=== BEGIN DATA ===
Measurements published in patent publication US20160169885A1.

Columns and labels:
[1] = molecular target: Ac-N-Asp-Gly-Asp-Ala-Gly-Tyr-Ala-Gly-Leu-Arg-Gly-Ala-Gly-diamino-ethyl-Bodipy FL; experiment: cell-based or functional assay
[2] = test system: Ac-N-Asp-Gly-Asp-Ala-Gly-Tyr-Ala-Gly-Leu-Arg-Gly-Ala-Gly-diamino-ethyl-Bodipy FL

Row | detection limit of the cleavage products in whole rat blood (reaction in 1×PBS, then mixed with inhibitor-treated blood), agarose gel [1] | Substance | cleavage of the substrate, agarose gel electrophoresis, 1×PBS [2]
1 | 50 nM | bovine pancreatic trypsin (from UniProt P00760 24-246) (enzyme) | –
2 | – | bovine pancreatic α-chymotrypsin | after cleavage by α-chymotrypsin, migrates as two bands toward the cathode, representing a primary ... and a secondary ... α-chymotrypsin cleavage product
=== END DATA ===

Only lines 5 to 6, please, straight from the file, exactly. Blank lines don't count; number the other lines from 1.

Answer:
Row | detection limit of the cleavage products in whole rat blood (reaction in 1×PBS, then mixed with inhibitor-treated blood), agarose gel [1] | Substance | cleavage of the substrate, agarose gel electrophoresis, 1×PBS [2]
1 | 50 nM | bovine pancreatic trypsin (from UniProt P00760 24-246) (enzyme) | –